Whatever the explanation, it makes for a very confusing, contradictory and questionable order, especially in the light of the less than transparent processes followed : sealed covers, reports in place of affidavits, examining defense officers without cross examination, etc. It also boggles the mind why the govt. was given a clean chit without going into substantive issues of pricing, choice of offset partner, reasons for cancelling the earlier deal with Dassault, failure to invite fresh tenders, etc. All these issues were summarily disposed of by either accepting the govt’s word at face value or invoking Article 32 to deny the court jurisdiction in the matter. There are many factual errors in the order also, which have been pointed by many legal experts: confusing Mr. Mukesh Ambani’s company with that of Anil Ambani’s offset firm, terming gross violations of the DPP as “minor variations”, stating that the withdrawal of the earlier RFP was initiated in March 2015 when there is no evidence to support this, but plenty to disprove it. In Arun Shourie’s words “by giving the official assertions a verisimilitude of legitimacy” the judgment has curtailed the people’s right to know what actually transpired in the shadows. Would it not have been more circumspect and legally correct to simply leave it for the CAG/Parliament and the PAC to examine the matter and take a view on it? Surely the court could not have been unaware of the huge political implications of the case, and the consequences of any perception that it was going soft on the government?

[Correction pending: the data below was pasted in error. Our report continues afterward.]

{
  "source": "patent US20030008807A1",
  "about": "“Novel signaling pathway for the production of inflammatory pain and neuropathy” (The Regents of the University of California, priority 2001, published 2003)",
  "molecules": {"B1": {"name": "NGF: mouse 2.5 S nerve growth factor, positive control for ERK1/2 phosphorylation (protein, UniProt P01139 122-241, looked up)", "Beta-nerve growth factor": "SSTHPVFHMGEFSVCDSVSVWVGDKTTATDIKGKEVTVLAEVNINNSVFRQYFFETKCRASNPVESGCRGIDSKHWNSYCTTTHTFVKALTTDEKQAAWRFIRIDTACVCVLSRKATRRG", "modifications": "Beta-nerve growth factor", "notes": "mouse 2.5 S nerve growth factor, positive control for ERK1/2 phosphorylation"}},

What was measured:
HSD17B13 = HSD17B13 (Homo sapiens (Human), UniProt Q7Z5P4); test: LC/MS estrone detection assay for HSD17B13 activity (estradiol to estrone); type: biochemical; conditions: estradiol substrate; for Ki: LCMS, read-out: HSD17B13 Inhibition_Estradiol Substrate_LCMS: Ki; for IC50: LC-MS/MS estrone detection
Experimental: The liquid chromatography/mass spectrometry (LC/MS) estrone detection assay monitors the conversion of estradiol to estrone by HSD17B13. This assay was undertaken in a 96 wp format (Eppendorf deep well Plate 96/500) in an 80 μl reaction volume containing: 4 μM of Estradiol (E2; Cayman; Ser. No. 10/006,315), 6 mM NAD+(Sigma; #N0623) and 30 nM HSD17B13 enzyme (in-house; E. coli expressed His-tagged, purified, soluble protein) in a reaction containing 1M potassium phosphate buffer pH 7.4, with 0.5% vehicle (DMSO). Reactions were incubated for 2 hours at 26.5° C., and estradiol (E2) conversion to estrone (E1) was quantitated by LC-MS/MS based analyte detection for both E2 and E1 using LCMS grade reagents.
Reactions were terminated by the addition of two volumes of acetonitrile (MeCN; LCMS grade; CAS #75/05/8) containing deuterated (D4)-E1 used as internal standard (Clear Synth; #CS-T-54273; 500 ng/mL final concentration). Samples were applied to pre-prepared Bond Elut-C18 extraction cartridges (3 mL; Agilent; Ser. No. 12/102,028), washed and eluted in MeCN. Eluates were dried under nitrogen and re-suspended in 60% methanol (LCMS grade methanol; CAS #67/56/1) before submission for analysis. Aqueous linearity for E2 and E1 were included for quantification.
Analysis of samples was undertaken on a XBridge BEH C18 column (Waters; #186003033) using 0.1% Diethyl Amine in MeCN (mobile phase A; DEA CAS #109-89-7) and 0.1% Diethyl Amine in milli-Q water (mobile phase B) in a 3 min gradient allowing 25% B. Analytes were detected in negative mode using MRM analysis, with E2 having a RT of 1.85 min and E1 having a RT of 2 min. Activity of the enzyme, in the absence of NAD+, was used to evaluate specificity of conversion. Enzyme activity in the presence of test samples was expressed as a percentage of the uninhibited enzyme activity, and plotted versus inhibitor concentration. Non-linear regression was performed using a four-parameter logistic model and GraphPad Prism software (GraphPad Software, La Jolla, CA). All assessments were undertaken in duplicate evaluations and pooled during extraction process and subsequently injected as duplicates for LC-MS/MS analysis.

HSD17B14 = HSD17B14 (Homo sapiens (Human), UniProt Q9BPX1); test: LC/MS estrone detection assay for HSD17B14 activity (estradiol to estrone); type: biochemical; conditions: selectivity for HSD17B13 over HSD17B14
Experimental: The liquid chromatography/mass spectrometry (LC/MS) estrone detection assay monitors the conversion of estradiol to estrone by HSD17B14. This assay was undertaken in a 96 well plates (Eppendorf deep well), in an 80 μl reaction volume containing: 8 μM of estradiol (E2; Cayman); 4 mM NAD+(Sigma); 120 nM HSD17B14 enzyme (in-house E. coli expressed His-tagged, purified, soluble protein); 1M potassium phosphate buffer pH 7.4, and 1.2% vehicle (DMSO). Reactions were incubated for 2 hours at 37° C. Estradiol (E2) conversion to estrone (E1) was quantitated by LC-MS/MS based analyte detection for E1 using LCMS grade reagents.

And the expected fall-out has begun. Mr. Jaitley and the Raksha Mantri have lost no time in proclaiming that, now that the court has absolved the govt. of any culpability in the matter and that all is now hunky dory, there is no need for a JPC: a Parliamentary Committee can neither contradict the Supreme Court nor go beyond what the court has decided. In fact, they claim, even the CAG’s report has now become redundant and superfluous! The court has unwittingly handed the govt. the perfect alibi to stall any further investigation. All democratic and transparent safeguards built into the system to act as a counter check to the executive in such matters have been demolished by this one judicial order. The court should have not taken up the matter at all, but once it decided to do so it should have gone to the root of the disputed issues and decided them cogently and transparently, or referred it to an SIT for further investigation, which is all that the petitioners wanted in the first place, without pronouncing on the merits of the case. It is a contradiction for it to claim that it has no jurisdiction under Article 32, but still accept only the govt’s averments and declare that it finds nothing wrong.

This does not bode well for the future: for if the court itself will not look into the matter for lack of jurisdiction, and the CAG or Parliament or the PAC cannot do so because the court finds no occasion to doubt the govt’s assertions and accepts them at face value, then the govt. (either the present one or a future one) has been given a blank cheque for all kinds of malfeasance. This surely could never have been the intention of the court. This order needs to be revisited. Immediately.

Avay Shukla retired from the Indian Administrative Service in December 2010. He is a keen environmentalist and loves the mountains. He divides his time between Delhi and his cottage in a small village above Shimla. He used to play golf at one time but has now run out of balls. He blogs at